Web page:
Walking into the tiny art gallery at 1515 14th St., one is transported to the era that made U Street so historic. Black art adorns the walls of the Hemphill gallery, and it feels like home.
The Barnett-Aden Collection is reminiscent of old U Street, once dubbed the “Black Broadway.” The nine blocks along the U Street Corridor were home to black writers, singers and artists who proudly showcased their talent.
Thirty-three pieces of the Barnett-Aden Collection at Hemphill Fine Arts show the same sense of pride. The pieces are bold and contemporary. They reflect the aesthetic of the New Negro from the 1920s, ’30s, ’40s and ’50s, leading up to the Civil Rights era, when there came a sense of black confidence and black self-consciousness.
Featuring the work of artists ranging from Elizabeth Catlett to Romare Bearden, “Selections From the Barnett-Aden Collection: A Homecoming Celebration” will be on view through Saturday at Hemphill Fine Arts. The gallery will also present a free panel discussion on the exhibition at 10 a.m.
The collection’s previous home was a private house in Northwest D.C., where James Herring, a Howard University art professor, and Alonzo Aden, a student of Herring’s and curator the University’s Gallery of Art, collaborated to start their own gallery because there were very few galleries that Black artists could display their work. Named after Aden’s mother, Naomi Barnett-Aden and owner of the house at 127 Randolph Place, the gallery provided a homelike atmosphere where black artists could exhibit their works.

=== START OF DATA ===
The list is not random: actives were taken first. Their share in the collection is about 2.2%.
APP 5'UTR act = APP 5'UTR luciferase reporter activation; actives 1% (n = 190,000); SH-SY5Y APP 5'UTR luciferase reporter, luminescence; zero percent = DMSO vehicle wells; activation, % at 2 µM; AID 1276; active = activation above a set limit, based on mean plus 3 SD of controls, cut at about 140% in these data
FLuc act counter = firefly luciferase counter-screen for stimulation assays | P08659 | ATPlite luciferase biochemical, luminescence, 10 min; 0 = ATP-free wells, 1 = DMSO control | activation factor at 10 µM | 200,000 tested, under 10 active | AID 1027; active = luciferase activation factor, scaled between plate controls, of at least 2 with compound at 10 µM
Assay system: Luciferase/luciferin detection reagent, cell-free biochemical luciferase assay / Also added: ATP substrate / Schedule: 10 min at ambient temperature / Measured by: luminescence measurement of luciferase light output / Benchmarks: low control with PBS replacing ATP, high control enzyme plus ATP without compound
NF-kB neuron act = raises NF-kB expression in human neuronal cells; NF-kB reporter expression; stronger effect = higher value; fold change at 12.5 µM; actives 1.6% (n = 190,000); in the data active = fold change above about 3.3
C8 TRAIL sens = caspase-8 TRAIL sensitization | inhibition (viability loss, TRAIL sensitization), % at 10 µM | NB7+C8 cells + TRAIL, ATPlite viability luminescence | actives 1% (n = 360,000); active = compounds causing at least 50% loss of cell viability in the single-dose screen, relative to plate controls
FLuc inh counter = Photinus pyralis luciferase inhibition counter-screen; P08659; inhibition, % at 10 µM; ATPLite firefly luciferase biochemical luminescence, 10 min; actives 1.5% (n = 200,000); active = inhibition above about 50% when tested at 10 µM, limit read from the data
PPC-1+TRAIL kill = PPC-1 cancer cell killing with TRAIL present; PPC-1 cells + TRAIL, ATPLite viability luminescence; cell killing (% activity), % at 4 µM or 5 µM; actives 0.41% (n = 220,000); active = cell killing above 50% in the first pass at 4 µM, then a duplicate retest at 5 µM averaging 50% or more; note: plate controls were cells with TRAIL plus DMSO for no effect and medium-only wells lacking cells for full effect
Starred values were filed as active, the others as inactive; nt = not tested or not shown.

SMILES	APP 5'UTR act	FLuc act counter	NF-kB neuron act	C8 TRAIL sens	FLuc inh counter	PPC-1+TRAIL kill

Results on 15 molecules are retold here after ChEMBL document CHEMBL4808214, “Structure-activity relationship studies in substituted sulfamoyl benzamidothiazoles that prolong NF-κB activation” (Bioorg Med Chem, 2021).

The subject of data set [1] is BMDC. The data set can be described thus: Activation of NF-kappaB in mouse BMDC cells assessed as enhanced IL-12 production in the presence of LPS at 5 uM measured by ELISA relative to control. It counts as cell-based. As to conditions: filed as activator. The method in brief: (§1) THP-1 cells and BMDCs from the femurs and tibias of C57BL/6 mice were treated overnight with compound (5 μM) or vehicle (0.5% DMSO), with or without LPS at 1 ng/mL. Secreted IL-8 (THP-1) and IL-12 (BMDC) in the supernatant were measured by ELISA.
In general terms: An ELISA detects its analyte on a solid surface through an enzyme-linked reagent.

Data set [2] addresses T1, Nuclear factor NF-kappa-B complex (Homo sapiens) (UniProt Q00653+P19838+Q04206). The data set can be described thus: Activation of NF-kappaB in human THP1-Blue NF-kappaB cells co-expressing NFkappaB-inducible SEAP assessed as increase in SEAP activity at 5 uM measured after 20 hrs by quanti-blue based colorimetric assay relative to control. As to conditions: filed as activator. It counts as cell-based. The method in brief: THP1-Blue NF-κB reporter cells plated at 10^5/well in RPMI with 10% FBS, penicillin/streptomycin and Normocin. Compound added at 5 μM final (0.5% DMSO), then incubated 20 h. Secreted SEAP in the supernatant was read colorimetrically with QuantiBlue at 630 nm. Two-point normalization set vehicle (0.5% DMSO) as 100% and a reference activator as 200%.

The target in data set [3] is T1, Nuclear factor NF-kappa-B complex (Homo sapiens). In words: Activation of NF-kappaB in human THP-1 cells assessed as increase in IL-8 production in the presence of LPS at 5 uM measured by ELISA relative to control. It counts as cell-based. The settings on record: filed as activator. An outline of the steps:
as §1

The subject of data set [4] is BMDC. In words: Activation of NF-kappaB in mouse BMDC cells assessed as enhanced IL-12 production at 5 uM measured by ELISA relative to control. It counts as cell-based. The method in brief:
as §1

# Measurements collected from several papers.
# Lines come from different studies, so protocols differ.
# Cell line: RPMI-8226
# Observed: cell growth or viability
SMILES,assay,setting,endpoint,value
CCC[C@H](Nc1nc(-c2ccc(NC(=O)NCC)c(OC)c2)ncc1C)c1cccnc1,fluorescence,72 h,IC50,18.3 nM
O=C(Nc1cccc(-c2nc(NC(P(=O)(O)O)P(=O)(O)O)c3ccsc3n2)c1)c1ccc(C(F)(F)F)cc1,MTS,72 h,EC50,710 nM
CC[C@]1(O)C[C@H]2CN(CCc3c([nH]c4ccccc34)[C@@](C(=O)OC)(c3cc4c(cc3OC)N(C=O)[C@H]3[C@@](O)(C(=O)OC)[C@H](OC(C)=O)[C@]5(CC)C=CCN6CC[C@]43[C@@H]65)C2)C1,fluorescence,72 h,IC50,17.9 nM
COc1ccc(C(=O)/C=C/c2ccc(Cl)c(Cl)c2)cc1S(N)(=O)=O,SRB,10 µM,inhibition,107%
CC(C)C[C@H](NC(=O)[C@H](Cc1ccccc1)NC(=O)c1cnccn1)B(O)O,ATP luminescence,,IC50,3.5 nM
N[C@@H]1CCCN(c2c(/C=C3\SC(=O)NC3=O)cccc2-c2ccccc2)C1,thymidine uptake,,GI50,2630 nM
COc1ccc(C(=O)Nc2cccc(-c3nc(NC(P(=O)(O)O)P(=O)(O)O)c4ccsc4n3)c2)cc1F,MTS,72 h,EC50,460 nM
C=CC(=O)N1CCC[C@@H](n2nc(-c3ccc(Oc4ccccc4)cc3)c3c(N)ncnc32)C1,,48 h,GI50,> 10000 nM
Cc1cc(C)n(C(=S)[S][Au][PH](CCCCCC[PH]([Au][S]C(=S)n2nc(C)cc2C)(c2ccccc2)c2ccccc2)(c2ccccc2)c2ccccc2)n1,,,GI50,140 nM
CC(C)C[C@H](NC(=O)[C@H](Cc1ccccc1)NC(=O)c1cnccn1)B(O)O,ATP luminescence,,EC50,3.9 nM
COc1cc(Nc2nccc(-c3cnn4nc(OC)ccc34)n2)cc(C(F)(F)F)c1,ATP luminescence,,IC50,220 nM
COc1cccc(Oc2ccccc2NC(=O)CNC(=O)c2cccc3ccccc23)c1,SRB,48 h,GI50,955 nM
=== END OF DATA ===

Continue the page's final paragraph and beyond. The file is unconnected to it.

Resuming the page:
Bob Johnson, founder of BET (Black Entertainment Television) picked Jeffery Stewart, professor and chair of the Department of Black Studies at the University of California, Santa Barbara, as curator of the collection. Calling Johnson, a guardian angel of the Barnett-Aden Collection, Stewart stressed the importance of preserving black art and how Johnson saved the collection from being separated and auctioned off.
Stewart picked from about 250 pieces in storage and set to create an overall narrative for the show. Stewart wanted to showcase the evolution of black art in the 20th century and the role of the black collector. Featuring works by Aaron Douglas, John Farrar, Frederick C. Flemister and Archibald John Motley Jr., the selection for the Hemphill gallery is “proud art,” Stewart said. “For example, John Robinson’s self portrait is a proud reflection of self,” the curator explained. “It states, ‘I’ve arrived; I’m someone.’ It has a face of confidence, with a ‘how do you like me now?’ attitude.”
Since Bob Johnson purchased the remnants of the Barnett-Aden Collection from the Florida Education Fund, it has found its way back home to D.C., for a true homecoming.
Hemphill Fine Arts is at 1515 14th St. N.W. (Metro: Dupont Circle) Contact: 202) 234-5601. http://www.hemphillfinearts.com. Hours: Open 10 a.m. to 5 p.m. Tuesday to Sunday. Admission: Free. Public program: On March 7 at 10 a.m., the gallery will present a free panel discussion on the exhibition.